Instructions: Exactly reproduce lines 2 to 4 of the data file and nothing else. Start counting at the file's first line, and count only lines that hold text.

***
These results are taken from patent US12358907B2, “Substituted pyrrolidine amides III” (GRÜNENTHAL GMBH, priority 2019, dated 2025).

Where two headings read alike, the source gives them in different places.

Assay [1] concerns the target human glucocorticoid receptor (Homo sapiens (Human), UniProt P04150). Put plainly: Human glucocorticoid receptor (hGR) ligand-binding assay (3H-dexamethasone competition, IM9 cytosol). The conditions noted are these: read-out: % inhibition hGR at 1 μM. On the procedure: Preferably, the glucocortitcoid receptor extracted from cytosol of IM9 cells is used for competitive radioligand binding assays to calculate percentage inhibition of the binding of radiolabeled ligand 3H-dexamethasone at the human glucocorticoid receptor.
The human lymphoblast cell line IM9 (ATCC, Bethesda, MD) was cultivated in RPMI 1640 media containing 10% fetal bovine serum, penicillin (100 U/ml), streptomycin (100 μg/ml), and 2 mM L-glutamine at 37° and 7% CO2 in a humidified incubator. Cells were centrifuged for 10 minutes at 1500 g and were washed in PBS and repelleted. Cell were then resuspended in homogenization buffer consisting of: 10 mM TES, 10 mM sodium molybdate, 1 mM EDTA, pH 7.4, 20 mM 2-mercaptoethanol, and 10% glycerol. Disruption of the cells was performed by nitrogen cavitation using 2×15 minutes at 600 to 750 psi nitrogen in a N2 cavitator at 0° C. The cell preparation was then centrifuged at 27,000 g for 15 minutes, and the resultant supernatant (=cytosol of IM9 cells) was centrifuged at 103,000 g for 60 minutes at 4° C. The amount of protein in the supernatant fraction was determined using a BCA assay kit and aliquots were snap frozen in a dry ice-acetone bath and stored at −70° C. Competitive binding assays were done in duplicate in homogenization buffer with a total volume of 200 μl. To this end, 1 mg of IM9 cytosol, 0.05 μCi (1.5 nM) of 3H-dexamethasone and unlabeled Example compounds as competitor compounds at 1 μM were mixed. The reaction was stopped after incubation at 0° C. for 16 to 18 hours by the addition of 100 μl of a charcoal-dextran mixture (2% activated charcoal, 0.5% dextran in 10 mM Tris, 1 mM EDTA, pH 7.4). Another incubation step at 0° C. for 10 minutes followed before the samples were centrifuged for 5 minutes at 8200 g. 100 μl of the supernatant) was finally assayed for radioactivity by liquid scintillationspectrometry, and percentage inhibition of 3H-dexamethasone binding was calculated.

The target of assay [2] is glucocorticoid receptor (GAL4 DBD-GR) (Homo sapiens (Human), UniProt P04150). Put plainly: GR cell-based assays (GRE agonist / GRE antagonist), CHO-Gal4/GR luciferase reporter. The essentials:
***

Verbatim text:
Where two headings read alike, the source gives them in different places.

Assay [1] concerns the target human glucocorticoid receptor (Homo sapiens (Human), UniProt P04150). Put plainly: Human glucocorticoid receptor (hGR) ligand-binding assay (3H-dexamethasone competition, IM9 cytosol). The conditions noted are these: read-out: % inhibition hGR at 1 μM. On the procedure: Preferably, the glucocortitcoid receptor extracted from cytosol of IM9 cells is used for competitive radioligand binding assays to calculate percentage inhibition of the binding of radiolabeled ligand 3H-dexamethasone at the human glucocorticoid receptor.
The human lymphoblast cell line IM9 (ATCC, Bethesda, MD) was cultivated in RPMI 1640 media containing 10% fetal bovine serum, penicillin (100 U/ml), streptomycin (100 μg/ml), and 2 mM L-glutamine at 37° and 7% CO2 in a humidified incubator. Cells were centrifuged for 10 minutes at 1500 g and were washed in PBS and repelleted. Cell were then resuspended in homogenization buffer consisting of: 10 mM TES, 10 mM sodium molybdate, 1 mM EDTA, pH 7.4, 20 mM 2-mercaptoethanol, and 10% glycerol. Disruption of the cells was performed by nitrogen cavitation using 2×15 minutes at 600 to 750 psi nitrogen in a N2 cavitator at 0° C. The cell preparation was then centrifuged at 27,000 g for 15 minutes, and the resultant supernatant (=cytosol of IM9 cells) was centrifuged at 103,000 g for 60 minutes at 4° C. The amount of protein in the supernatant fraction was determined using a BCA assay kit and aliquots were snap frozen in a dry ice-acetone bath and stored at −70° C. Competitive binding assays were done in duplicate in homogenization buffer with a total volume of 200 μl. To this end, 1 mg of IM9 cytosol, 0.05 μCi (1.5 nM) of 3H-dexamethasone and unlabeled Example compounds as competitor compounds at 1 μM were mixed. The reaction was stopped after incubation at 0° C. for 16 to 18 hours by the addition of 100 μl of a charcoal-dextran mixture (2% activated charcoal, 0.5% dextran in 10 mM Tris, 1 mM EDTA, pH 7.4). Another incubation step at 0° C. for 10 minutes followed before the samples were centrifuged for 5 minutes at 8200 g. 100 μl of the supernatant) was finally assayed for radioactivity by liquid scintillationspectrometry, and percentage inhibition of 3H-dexamethasone binding was calculated.